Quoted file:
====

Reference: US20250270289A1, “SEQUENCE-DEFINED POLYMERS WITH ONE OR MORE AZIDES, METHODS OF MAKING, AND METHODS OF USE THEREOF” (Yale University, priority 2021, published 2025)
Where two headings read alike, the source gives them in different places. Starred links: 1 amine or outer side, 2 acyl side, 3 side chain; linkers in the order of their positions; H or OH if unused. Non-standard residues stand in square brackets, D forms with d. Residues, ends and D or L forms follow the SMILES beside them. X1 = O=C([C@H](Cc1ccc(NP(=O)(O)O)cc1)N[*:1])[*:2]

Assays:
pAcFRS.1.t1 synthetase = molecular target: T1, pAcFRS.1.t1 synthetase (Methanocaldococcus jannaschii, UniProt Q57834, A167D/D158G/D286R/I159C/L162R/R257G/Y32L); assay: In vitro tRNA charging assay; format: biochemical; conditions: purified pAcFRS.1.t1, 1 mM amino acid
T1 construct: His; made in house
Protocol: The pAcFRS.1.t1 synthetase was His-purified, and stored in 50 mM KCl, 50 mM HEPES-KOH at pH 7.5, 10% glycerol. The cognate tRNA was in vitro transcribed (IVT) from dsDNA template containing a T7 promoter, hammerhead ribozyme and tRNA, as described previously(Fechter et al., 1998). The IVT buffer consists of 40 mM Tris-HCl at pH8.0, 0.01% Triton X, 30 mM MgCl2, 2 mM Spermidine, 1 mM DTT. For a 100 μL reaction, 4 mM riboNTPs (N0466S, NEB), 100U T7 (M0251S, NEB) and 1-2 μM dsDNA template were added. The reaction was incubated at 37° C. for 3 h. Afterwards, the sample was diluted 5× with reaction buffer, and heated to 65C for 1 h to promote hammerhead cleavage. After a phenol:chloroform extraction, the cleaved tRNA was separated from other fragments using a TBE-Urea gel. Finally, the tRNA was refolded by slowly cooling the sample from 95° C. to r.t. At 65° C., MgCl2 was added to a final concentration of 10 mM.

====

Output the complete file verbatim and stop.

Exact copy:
Reference: US20250270289A1, “SEQUENCE-DEFINED POLYMERS WITH ONE OR MORE AZIDES, METHODS OF MAKING, AND METHODS OF USE THEREOF” (Yale University, priority 2021, published 2025)
Where two headings read alike, the source gives them in different places. Starred links: 1 amine or outer side, 2 acyl side, 3 side chain; linkers in the order of their positions; H or OH if unused. Non-standard residues stand in square brackets, D forms with d. Residues, ends and D or L forms follow the SMILES beside them. X1 = O=C([C@H](Cc1ccc(NP(=O)(O)O)cc1)N[*:1])[*:2]

Assays:
pAcFRS.1.t1 synthetase = molecular target: T1, pAcFRS.1.t1 synthetase (Methanocaldococcus jannaschii, UniProt Q57834, A167D/D158G/D286R/I159C/L162R/R257G/Y32L); assay: In vitro tRNA charging assay; format: biochemical; conditions: purified pAcFRS.1.t1, 1 mM amino acid
T1 construct: His; made in house
Protocol: The pAcFRS.1.t1 synthetase was His-purified, and stored in 50 mM KCl, 50 mM HEPES-KOH at pH 7.5, 10% glycerol. The cognate tRNA was in vitro transcribed (IVT) from dsDNA template containing a T7 promoter, hammerhead ribozyme and tRNA, as described previously(Fechter et al., 1998). The IVT buffer consists of 40 mM Tris-HCl at pH8.0, 0.01% Triton X, 30 mM MgCl2, 2 mM Spermidine, 1 mM DTT. For a 100 μL reaction, 4 mM riboNTPs (N0466S, NEB), 100U T7 (M0251S, NEB) and 1-2 μM dsDNA template were added. The reaction was incubated at 37° C. for 3 h. Afterwards, the sample was diluted 5× with reaction buffer, and heated to 65C for 1 h to promote hammerhead cleavage. After a phenol:chloroform extraction, the cleaved tRNA was separated from other fragments using a TBE-Urea gel. Finally, the tRNA was refolded by slowly cooling the sample from 95° C. to r.t. At 65° C., MgCl2 was added to a final concentration of 10 mM.